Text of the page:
Massacre in Hebron

Si vis pacem, para bellum. If you want peace, prepare for war. This Latin proverb comes to mind when I think of what's happening in the state of Israel.

First and foremost, let me say that I am unequivocally regretful and saddened to acknowledge the recent massacre that took place in Hebron. The brutal killing of people in their place of worship is totally repulsive. There is no way possible to ever justify or explain this heinous act.

I also believe that now is the time for us to take a careful look at the events that caused the massacre. By identifying the events that caused the massacre, we will be able to prevent future bloodshed.  It is far more important to find the cause than waste time condemning the senseless act.

Our president, Bill Clinton, Israeli Prime Minister Rabin and the Pope have all expressed their outrage. They have called for mutual restraint during the time of crisis. The U.N. is being asked to pass a resolution condemning this barbaric act.

Why has it taken this long?

Ever since the signing of the Peace Accord there have been more murders than ever. This past week a young, pregnant Israeli mother was brutally murdered in front of her two young children. A 23-year-old Israeli taxi driver, Ilan Sudri, was riddled by bullets. Weeks before, another taxi driver in Beer Sheva was murdered by terrorists. Near Ramla, two more Jews were brutally murdered. They had been set up by the terrorists. A young man from Rechovot, Moshe Becker, was murdered in his orange grove. An 80-year-old retired policeman was axed to death in Kfar Saba. All these cold-blooded acts of terror and barbarianism on innocent citizens are calculated acts. The people murdered were non-violent and peace-loving, trying to live a sane life. They were killed in spite of all this.The list of tragedies goes on and on.

In the above cases, either the Islamic Jihad claimed responsibility or the Hamas claimed a victory. Each group threatens to continue the bloodshed.

Why was there no call of condemnation? Why has the U.N. taken its time to consider a special resolution to condemn acts of random murder and mayhem? Why is it only now that leaders from all religions and countries are jumping on the bandwagon in condemning violence? It is not natural to expect a country, Israel, to suffer close to twenty-five to thirty cases of cold-blooded murder in the name of peace and not have its citizens respond.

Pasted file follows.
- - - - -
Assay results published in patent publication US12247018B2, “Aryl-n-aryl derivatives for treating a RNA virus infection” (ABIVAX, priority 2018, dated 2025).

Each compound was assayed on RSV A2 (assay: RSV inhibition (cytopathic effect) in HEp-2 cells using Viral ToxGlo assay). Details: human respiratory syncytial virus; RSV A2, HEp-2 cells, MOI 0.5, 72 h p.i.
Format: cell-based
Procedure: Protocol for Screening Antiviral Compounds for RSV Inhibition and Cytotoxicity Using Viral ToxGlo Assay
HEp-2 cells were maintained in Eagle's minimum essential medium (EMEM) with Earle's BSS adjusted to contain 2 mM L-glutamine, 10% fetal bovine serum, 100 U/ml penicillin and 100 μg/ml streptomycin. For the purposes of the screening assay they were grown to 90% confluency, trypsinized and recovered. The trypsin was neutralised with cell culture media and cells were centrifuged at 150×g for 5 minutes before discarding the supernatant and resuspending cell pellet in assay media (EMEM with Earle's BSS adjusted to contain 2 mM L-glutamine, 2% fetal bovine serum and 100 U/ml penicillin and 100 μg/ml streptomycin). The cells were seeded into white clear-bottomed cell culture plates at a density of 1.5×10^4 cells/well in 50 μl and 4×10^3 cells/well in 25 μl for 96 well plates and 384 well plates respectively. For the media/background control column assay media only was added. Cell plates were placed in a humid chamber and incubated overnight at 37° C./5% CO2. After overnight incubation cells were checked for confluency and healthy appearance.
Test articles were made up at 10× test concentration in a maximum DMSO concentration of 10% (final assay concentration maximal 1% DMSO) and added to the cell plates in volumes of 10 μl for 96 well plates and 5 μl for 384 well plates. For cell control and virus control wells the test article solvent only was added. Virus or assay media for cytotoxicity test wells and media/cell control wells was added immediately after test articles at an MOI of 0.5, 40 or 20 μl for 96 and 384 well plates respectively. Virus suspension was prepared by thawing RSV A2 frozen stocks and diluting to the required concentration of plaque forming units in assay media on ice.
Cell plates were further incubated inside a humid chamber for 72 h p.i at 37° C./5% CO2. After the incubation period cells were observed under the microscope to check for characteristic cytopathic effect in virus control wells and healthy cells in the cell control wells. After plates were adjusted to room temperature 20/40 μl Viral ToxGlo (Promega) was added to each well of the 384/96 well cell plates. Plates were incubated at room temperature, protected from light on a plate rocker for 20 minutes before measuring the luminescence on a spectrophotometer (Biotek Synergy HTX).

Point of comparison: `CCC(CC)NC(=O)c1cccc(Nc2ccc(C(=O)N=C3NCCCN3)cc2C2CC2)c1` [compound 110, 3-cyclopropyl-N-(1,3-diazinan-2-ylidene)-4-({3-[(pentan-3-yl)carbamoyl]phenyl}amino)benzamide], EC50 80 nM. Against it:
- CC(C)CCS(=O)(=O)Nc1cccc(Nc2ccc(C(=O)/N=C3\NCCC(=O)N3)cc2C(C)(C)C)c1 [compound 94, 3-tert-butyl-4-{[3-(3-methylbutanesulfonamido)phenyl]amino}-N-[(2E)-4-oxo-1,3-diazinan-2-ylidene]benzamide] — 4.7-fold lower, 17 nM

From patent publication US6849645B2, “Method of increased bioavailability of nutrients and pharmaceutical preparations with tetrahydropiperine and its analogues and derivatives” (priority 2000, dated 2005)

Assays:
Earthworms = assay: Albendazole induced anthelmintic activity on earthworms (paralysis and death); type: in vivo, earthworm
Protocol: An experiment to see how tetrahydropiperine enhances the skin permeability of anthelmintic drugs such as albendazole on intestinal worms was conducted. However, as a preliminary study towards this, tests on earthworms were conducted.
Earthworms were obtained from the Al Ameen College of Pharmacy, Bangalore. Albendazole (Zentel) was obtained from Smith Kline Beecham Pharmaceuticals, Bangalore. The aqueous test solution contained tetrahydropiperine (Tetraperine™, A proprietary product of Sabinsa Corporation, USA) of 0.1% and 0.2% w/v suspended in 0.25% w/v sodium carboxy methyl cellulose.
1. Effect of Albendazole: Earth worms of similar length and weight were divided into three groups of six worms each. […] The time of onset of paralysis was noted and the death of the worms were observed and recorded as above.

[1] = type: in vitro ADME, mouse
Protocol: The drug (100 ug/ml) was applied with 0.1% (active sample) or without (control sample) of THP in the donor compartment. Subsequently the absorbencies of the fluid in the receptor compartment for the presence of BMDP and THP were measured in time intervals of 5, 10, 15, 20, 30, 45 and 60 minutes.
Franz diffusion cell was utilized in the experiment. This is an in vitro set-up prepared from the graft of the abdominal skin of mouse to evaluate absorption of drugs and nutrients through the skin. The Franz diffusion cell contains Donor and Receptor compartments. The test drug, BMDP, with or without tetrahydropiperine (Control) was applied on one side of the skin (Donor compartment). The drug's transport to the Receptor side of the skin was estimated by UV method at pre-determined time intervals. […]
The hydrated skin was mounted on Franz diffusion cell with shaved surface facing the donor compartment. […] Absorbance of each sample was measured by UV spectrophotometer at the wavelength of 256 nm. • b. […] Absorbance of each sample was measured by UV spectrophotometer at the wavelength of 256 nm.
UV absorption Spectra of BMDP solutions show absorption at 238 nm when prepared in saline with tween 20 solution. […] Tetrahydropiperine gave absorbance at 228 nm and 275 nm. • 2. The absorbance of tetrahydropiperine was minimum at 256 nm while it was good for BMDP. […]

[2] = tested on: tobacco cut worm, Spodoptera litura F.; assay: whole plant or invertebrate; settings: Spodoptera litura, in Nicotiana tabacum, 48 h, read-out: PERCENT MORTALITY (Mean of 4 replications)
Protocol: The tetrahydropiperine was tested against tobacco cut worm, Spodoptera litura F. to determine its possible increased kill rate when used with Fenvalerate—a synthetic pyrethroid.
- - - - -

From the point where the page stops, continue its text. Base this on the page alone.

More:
Why did Dr. Boruch Goldstein open fire in the mosque? What message was he delivering? What drove Dr. Goldstein to do this?

I know that Goldstein's actions, extreme as they were, are somewhat reflective of many American settlers in Israel. To some, his actions were considered a heroic deed. They mark the beginning of an organized revolt against the Israeli government. Let me qualify this statement.

Late Saturday night I called a colleague who lives in the West Bank. I asked him what's happening. I asked him what's happening and what possessed Goldstein. He answered with the following. "I'm not a Kach member. I don't live in Hebron but I'm starting to understand the Kahane message. Dr. Goldstein speaks for many of us."

A few years ago my colleague Moshe moved to Israel with his American wife. They answered the call of the government to help settle the West Bank territories. Being a soldier, he and his family joined over 125,000 people in settling the areas. Now, the very same government is telling them that small settlements defy logic and are an obstacle in the final agreement with the PLO.

Israeli Foreign Minister Shimon Peres wants all small settlements to be abandoned. Peres claims the settlements that are miles from other Jewish cities need to be surrounded by barbed wire, electrified fences, soldiers and its roads patrolled. This is too costly. Therefore, they should be closed. Why did he support them until now? How can a government reverse their ideology midstream?

The settlers were told by their own leaders to protest the new government position by peaceful protests.  In a recent visit Rabbi Aaron Soleveichik, a leading American theologian told settlers to engage in passive resistance. The Rabbi said if the settlers will be jailed in large groups, public opinion would surely be roused and the Peres/Arafat accord would be reevaluated. Unfortunately, this has not happened. Those involved in protesting have been physically beaten, arrested and their employment jeopardized. The passive resistance, Ghandi-style protest, has failed. The plan backfired.